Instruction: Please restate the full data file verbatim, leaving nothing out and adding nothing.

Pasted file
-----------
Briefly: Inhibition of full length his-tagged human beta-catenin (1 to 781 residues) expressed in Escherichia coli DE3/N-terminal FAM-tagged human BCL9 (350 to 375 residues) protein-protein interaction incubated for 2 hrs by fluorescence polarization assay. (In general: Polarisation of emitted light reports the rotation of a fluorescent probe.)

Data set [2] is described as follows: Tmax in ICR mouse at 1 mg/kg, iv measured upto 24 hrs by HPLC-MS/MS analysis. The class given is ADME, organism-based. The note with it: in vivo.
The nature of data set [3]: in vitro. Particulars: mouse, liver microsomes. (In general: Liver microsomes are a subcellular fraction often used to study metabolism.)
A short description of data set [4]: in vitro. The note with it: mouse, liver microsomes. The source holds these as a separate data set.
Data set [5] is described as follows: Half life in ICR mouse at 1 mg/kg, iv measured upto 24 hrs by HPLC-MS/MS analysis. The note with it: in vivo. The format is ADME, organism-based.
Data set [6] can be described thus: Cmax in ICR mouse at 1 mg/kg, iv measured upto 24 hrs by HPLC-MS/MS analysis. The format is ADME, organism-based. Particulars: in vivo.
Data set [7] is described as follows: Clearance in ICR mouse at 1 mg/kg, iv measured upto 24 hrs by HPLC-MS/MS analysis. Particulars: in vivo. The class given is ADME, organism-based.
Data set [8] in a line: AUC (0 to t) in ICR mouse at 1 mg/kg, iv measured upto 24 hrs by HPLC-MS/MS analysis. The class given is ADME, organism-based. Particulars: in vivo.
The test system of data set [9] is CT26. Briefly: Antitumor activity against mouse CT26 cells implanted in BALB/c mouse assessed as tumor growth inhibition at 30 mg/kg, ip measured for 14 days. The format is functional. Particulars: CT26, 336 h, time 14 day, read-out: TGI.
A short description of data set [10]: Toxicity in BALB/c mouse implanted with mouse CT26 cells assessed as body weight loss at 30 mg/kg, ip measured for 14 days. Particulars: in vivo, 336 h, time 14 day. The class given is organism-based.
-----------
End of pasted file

Briefly: Inhibition of full length his-tagged human beta-catenin (1 to 781 residues) expressed in Escherichia coli DE3/N-terminal FAM-tagged human BCL9 (350 to 375 residues) protein-protein interaction incubated for 2 hrs by fluorescence polarization assay. (In general: Polarisation of emitted light reports the rotation of a fluorescent probe.)

Data set [2] is described as follows: Tmax in ICR mouse at 1 mg/kg, iv measured upto 24 hrs by HPLC-MS/MS analysis. The class given is ADME, organism-based. The note with it: in vivo.
The nature of data set [3]: in vitro. Particulars: mouse, liver microsomes. (In general: Liver microsomes are a subcellular fraction often used to study metabolism.)
A short description of data set [4]: in vitro. The note with it: mouse, liver microsomes. The source holds these as a separate data set.
Data set [5] is described as follows: Half life in ICR mouse at 1 mg/kg, iv measured upto 24 hrs by HPLC-MS/MS analysis. The note with it: in vivo. The format is ADME, organism-based.
Data set [6] can be described thus: Cmax in ICR mouse at 1 mg/kg, iv measured upto 24 hrs by HPLC-MS/MS analysis. The format is ADME, organism-based. Particulars: in vivo.
Data set [7] is described as follows: Clearance in ICR mouse at 1 mg/kg, iv measured upto 24 hrs by HPLC-MS/MS analysis. Particulars: in vivo. The class given is ADME, organism-based.
Data set [8] in a line: AUC (0 to t) in ICR mouse at 1 mg/kg, iv measured upto 24 hrs by HPLC-MS/MS analysis. The class given is ADME, organism-based. Particulars: in vivo.
The test system of data set [9] is CT26. Briefly: Antitumor activity against mouse CT26 cells implanted in BALB/c mouse assessed as tumor growth inhibition at 30 mg/kg, ip measured for 14 days. The format is functional. Particulars: CT26, 336 h, time 14 day, read-out: TGI.
A short description of data set [10]: Toxicity in BALB/c mouse implanted with mouse CT26 cells assessed as body weight loss at 30 mg/kg, ip measured for 14 days. Particulars: in vivo, 336 h, time 14 day. The class given is organism-based.